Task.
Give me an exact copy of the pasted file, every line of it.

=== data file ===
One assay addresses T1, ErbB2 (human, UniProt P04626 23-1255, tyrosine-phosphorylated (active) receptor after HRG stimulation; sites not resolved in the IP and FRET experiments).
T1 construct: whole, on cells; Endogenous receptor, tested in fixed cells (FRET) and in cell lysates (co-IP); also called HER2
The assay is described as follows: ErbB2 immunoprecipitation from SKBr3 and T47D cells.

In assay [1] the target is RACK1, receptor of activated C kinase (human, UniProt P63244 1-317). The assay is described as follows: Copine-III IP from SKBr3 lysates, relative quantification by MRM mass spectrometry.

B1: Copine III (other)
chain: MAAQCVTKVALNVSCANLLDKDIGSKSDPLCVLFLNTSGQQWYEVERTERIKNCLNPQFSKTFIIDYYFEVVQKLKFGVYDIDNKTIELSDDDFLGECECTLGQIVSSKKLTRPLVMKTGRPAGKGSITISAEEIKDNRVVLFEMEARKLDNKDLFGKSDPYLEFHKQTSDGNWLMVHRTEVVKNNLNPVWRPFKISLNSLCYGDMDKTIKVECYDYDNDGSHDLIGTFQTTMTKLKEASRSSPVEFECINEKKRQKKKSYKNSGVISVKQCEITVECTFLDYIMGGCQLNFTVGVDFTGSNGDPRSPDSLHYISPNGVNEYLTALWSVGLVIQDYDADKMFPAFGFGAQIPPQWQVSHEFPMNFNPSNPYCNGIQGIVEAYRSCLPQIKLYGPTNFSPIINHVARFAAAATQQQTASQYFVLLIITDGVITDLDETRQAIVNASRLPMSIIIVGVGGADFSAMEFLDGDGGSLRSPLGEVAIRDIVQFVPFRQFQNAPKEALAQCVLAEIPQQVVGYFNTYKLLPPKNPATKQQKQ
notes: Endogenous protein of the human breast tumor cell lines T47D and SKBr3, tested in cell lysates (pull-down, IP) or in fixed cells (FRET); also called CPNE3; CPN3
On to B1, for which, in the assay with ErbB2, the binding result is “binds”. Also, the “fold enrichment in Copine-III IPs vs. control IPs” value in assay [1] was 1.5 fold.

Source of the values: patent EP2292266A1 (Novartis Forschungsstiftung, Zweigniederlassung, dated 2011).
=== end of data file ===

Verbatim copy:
One assay addresses T1, ErbB2 (human, UniProt P04626 23-1255, tyrosine-phosphorylated (active) receptor after HRG stimulation; sites not resolved in the IP and FRET experiments).
T1 construct: whole, on cells; Endogenous receptor, tested in fixed cells (FRET) and in cell lysates (co-IP); also called HER2
The assay is described as follows: ErbB2 immunoprecipitation from SKBr3 and T47D cells.

In assay [1] the target is RACK1, receptor of activated C kinase (human, UniProt P63244 1-317). The assay is described as follows: Copine-III IP from SKBr3 lysates, relative quantification by MRM mass spectrometry.

B1: Copine III (other)
chain: MAAQCVTKVALNVSCANLLDKDIGSKSDPLCVLFLNTSGQQWYEVERTERIKNCLNPQFSKTFIIDYYFEVVQKLKFGVYDIDNKTIELSDDDFLGECECTLGQIVSSKKLTRPLVMKTGRPAGKGSITISAEEIKDNRVVLFEMEARKLDNKDLFGKSDPYLEFHKQTSDGNWLMVHRTEVVKNNLNPVWRPFKISLNSLCYGDMDKTIKVECYDYDNDGSHDLIGTFQTTMTKLKEASRSSPVEFECINEKKRQKKKSYKNSGVISVKQCEITVECTFLDYIMGGCQLNFTVGVDFTGSNGDPRSPDSLHYISPNGVNEYLTALWSVGLVIQDYDADKMFPAFGFGAQIPPQWQVSHEFPMNFNPSNPYCNGIQGIVEAYRSCLPQIKLYGPTNFSPIINHVARFAAAATQQQTASQYFVLLIITDGVITDLDETRQAIVNASRLPMSIIIVGVGGADFSAMEFLDGDGGSLRSPLGEVAIRDIVQFVPFRQFQNAPKEALAQCVLAEIPQQVVGYFNTYKLLPPKNPATKQQKQ
notes: Endogenous protein of the human breast tumor cell lines T47D and SKBr3, tested in cell lysates (pull-down, IP) or in fixed cells (FRET); also called CPNE3; CPN3
On to B1, for which, in the assay with ErbB2, the binding result is “binds”. Also, the “fold enrichment in Copine-III IPs vs. control IPs” value in assay [1] was 1.5 fold.

Source of the values: patent EP2292266A1 (Novartis Forschungsstiftung, Zweigniederlassung, dated 2011).